CPS

Sacramento CPS cuts, layoffs may endanger kids

At least four Sacramento children were critically injured and two have died of suspected abuse or neglect in the first four months of this year as budget cuts batter local social services programs, The Bee has learned.

Collectively, the cases worry child advocates, who fear that deep cuts and layoffs at Sacramento County's Child Protective Services – with more to come – may be endangering the county's most vulnerable children.

As the agency restructures itself, making hard choices about who gets served, the strain is being felt by others who help needy families – from law enforcement to the Children's Receiving Home of Sacramento.

For children, the stakes are high.

"I just think there is going to be a much higher potential for bad outcomes," said Sacramento County Supervisor Don Nottoli. "It's very troubling to me."

The cuts also have resurrected a long-standing debate in Sacramento County over whether the child protection agency should – or can afford to – emphasize child safety over "family preservation."

In 1996, following the highly publicized murder of 3-year-old Adrian Conway, CPS was accused of keeping too many dysfunctional families together. Shifting to a child safety emphasis, as the Board of Supervisors then mandated, led social workers to remove more children from their homes.

Although official CPS policy has not changed, some suspect that current budget pressures are pushing the pendulum back toward family preservation.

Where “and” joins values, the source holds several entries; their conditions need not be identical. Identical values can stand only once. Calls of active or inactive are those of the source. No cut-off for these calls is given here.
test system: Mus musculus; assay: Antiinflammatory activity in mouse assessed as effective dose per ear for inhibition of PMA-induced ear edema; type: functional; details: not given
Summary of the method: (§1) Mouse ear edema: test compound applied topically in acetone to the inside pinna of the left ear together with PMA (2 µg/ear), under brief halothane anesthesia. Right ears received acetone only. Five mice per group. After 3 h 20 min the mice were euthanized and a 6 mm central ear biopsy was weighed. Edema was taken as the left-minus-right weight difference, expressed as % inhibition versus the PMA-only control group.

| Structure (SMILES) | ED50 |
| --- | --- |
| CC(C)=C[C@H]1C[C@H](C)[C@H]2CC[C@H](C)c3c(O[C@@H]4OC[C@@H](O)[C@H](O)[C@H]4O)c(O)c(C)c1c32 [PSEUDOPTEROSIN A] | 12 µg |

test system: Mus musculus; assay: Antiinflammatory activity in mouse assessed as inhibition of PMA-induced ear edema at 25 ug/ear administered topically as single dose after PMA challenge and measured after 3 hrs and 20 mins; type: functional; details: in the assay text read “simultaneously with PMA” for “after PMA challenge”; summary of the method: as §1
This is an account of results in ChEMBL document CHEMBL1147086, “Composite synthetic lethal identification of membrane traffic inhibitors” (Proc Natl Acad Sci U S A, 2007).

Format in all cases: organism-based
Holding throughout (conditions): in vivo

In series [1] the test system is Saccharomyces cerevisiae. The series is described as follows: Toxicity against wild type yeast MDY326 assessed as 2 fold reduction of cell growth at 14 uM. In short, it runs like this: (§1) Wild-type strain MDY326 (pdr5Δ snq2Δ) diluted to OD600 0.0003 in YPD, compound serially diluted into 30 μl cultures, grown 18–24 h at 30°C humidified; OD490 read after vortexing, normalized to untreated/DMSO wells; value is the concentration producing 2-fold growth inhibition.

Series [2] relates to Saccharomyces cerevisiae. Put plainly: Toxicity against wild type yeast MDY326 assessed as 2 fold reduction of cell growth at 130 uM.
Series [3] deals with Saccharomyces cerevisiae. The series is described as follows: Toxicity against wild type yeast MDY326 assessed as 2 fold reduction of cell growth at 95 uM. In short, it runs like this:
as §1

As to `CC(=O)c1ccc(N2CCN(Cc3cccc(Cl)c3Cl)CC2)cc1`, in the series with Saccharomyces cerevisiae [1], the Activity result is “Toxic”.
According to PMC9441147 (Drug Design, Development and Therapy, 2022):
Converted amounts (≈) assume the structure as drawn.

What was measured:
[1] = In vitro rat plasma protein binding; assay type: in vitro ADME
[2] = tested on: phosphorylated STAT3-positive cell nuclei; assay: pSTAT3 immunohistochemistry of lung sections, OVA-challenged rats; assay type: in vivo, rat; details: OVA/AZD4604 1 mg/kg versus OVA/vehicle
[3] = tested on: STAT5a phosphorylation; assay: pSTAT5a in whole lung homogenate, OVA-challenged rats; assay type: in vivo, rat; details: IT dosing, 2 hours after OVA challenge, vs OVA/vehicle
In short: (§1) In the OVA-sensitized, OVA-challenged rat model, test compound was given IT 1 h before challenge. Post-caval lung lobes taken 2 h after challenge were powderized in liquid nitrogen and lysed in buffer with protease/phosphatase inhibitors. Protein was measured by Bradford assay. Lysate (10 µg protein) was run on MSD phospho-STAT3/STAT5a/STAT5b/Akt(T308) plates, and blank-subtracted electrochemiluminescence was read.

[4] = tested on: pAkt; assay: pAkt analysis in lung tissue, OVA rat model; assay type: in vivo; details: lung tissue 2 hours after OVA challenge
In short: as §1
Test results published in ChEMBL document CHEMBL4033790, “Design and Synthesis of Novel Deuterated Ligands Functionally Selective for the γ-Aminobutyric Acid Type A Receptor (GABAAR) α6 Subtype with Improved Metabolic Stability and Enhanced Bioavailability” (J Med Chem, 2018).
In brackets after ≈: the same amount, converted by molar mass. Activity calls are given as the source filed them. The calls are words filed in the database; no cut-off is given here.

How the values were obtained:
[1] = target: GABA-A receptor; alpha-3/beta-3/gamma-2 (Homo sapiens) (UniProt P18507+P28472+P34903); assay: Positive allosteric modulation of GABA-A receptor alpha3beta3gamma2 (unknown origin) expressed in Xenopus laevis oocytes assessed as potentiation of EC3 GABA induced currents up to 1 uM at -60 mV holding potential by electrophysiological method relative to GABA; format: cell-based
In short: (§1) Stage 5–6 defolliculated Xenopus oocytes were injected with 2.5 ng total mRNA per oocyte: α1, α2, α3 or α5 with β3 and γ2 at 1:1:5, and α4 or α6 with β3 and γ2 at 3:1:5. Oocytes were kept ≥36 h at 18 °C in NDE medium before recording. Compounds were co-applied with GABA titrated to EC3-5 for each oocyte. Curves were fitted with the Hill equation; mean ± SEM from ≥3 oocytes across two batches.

"Certainly, the budget circumstances we face place greater pressure on our ability to provide an appropriate level of safety regarding children," said board Chairman Roger Dickinson. "But we're also working very hard to offset the budget difficulties with other measures to preserve that necessary level of child safety."

Last July, the county cut 283 CPS positions. At least 40 more are proposed for elimination this summer. In all, that will mean at least 140 fewer social workers.

To cope with reductions, CPS hotline workers have been trained to weed out calls that don't meet the strict definition of abuse or neglect.

Where once emergency response workers checked out situations that "just didn't sound good," the new protocol for opening a case is stricter, CPS Director Laura Coulthard recently told the Board of Supervisors.

Last fall, CPS also closed 1,277 cases of children determined to be at low or moderate risk of harm.

Together, the changes create a grim reality for troubled families. How many will be bypassed who should be under scrutiny? How many children will have their cases prematurely closed – if opened at all?

"Children are going to die," said Robert Wilson, executive director of the nonprofit Sacramento Child Advocates, whose attorneys represent children in dependency court.

Shelter funding shrinks

Fallout from the agency's cutbacks extends well beyond the halls of CPS.

This week, top officials at the Children's Receiving Home of Sacramento distributed a letter saying the facility was "in serious danger" of closing.

The 98-bed home serves as an emergency shelter for abused and neglected children and is the only facility of its kind in the county.

David Ballard, chief executive officer of the home, said it is losing about $200,000 a month in state and local reimbursements because fewer children are being brought in.

The letter, which Ballard co-signed, cites "CPS' current policy of keeping as many children as possible out of foster care regardless of the dangers involved."